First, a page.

Monday, September 22, 2008

Why I Need to Know

I've been doing some research into economics to try to figure out this mess for myself. I mean, I've got everyone blaming their pet scapegoat, no one can really agree as to whether this horribly expensive bailout is really a good thing or not (It's welfare for the rich! It's a way for the poor to keep their homes!). 'Cause it may be more broad than we suspected. For example, everyone has been pointing at the sub-prime loans - allowing people who don't have the credit to back it up to have houses. I have been advocating a broader brush - examining the raising of the minimum payments on credit cards, the advent of the credit score being used to raise rates on insurance, and the rule changes that let credit card penalties and interest soar - to determine who people who may have had the credit to back it up turned into people who didnt' have the credit to back it up. That much makes sense to me, because it ties into to things I know something about - how to buy a house, how I've seen people's credit tank, and if everyone else is tanking to, this might be one reason. In the past week or two, I've discovered it may be even broader - the difference between retail and commercial banks, what companies we've allowed to take risks with what. That starts pulling in economics. As I dig deeper, I'm seeing economists talking about M1 and M3 and how Greenspan's policies contributed or did not contribute to the mix.

On top of that, there is a rather steep learning curve, and there's this overwhelming sense that we need to move fast and trust those who've studied this thing that they know what they're doing (hence Bush's request for immediate action with little or no right of review?) This is exactly where I say back the truck up and let me think for a minute. I think the example from this very technical article puts my skepticism best:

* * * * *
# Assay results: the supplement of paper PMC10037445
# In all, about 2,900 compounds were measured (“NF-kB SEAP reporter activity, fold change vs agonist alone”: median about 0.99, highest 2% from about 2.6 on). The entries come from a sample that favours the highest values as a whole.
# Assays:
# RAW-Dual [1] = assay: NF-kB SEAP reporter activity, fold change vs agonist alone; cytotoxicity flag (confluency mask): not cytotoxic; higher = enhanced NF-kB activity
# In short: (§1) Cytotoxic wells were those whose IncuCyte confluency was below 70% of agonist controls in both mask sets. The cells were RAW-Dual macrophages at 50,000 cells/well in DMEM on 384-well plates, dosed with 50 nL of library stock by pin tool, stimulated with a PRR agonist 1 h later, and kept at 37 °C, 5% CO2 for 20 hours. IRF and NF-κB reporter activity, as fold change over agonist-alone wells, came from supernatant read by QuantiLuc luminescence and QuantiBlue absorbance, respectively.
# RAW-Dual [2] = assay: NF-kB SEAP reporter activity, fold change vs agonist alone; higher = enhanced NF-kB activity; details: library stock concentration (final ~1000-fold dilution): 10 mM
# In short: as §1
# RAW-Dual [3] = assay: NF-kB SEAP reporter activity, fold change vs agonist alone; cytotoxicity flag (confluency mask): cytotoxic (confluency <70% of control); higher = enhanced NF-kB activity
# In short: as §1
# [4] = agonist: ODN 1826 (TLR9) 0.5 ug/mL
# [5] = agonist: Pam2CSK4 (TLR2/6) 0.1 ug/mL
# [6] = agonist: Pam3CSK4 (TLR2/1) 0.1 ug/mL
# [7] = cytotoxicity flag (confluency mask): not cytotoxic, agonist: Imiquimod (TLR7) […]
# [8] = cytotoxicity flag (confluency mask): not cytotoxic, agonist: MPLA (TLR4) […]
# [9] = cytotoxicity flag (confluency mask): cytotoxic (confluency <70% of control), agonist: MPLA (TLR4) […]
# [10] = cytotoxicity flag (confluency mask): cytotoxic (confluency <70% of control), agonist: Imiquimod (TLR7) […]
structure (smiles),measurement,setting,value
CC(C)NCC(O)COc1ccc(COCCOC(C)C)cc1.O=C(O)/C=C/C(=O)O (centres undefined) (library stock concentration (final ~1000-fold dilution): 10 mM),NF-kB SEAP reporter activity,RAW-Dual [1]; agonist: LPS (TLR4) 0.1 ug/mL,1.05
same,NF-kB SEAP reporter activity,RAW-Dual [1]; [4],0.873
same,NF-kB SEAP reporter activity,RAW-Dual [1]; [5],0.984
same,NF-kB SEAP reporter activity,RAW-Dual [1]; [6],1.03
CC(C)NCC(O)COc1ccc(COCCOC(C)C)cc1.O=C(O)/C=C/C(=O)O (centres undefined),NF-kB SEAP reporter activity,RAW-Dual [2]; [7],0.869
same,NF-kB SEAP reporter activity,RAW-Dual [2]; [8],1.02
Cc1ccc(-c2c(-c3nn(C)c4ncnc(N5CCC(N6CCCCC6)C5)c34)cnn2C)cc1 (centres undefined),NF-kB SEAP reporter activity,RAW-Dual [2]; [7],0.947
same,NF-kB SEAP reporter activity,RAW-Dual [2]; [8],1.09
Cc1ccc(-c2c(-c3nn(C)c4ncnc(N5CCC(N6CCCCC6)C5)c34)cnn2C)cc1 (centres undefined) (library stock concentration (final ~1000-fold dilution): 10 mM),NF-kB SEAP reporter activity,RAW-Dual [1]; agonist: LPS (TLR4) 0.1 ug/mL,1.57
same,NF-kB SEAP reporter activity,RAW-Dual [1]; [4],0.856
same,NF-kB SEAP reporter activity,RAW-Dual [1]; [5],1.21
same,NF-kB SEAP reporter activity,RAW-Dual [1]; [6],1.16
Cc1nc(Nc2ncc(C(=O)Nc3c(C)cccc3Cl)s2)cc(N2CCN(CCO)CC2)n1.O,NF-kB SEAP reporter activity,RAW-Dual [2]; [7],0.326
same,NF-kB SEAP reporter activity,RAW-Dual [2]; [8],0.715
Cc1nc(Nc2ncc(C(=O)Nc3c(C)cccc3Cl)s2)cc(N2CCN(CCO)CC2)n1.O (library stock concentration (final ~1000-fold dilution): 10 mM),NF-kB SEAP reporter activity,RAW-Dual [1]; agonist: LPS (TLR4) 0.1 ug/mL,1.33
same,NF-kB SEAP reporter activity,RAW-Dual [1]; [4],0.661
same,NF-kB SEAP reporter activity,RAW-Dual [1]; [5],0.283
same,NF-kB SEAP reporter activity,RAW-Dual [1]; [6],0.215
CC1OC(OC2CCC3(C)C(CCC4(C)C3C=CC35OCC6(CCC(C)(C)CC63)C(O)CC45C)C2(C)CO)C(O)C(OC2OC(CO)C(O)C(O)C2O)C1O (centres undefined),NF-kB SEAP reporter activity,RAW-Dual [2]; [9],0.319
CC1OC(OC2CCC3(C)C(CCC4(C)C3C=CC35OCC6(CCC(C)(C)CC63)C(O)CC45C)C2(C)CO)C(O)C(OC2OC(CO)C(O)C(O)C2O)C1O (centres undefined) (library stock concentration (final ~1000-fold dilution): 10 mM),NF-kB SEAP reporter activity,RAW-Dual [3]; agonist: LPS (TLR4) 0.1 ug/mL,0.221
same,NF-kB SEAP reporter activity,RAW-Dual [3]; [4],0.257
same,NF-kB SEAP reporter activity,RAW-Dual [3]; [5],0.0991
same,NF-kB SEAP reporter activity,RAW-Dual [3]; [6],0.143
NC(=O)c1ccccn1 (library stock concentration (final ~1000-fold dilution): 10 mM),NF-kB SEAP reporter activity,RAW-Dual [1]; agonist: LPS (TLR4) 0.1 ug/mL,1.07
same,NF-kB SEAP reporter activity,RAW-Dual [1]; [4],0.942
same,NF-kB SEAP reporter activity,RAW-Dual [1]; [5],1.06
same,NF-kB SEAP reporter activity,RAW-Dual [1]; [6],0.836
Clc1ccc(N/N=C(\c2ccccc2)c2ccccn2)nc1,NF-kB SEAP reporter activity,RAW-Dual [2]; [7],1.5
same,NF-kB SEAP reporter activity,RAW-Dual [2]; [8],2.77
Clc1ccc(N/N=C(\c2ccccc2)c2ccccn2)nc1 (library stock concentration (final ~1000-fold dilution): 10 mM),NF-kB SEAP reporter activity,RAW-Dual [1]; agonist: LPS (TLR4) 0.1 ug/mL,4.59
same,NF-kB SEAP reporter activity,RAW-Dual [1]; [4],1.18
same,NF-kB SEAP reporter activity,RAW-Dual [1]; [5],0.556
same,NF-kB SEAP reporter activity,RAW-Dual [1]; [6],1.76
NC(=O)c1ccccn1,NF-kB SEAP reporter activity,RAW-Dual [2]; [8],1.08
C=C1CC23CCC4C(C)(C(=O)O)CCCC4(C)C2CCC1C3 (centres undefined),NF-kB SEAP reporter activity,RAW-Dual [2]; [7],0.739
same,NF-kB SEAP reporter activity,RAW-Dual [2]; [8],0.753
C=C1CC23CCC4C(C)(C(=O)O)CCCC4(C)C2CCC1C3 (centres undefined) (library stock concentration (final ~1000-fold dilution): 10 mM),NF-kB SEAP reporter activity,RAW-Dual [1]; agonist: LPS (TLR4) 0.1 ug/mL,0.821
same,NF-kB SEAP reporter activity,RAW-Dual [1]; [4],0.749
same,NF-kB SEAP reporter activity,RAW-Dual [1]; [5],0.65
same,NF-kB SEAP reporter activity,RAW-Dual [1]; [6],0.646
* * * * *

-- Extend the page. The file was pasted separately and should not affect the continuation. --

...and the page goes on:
[Example 1:] A Turkey is fed for a 1000 days—every days confirms to its statistical department that the human race cares about its welfare "with increased statistical significance". On the 1001st day, the turkey has a surprise.

He's analogizing something different - Imagine that the Turkey can be the most powerful man in world economics, managing our economic fates. How? A then-Princeton economist called Ben Bernanke made a pronouncement in late 2004 about the "new moderation" in economic life: the world getting more and more stable—before becoming the Chairman of the Federal Reserve. Yet the system was getting riskier and riskier as we were turkey-style sitting on more and more barrels of dynamite—and Prof. Bernanke's predecessor the former Federal Reserve Chairman Alan Greenspan was systematically increasing the hidden risks in the system, making us all more vulnerable to blowups. However, if you take it to cliche-like generalizations (We're all the turkey! Koo-koo-ka-choo! Wait, wrong species.) it's imprudent to rely strictly on other's interpretations of what's in our best interest. Even if, absent a Chicken-Run style insurrection, there's really not a whole hell of a lot we can do about it.

For starters, Milbarge has some links up about the basics. The turkey article I cited has some rather difficult statistical analysis - I am emphatically NOT a math person, so I'm going to have to read this many times. For an economoic analysis, I'm afraid I have to start with Wikipedia (fiat currency and monetarism) and go from there to more in-depth treatises. Wish me luck. I also advocate doing the research yourself, at least if you're the type who wants to know where the train you're on is heading, whether it's just for a little side trip or a jump off a cliff.

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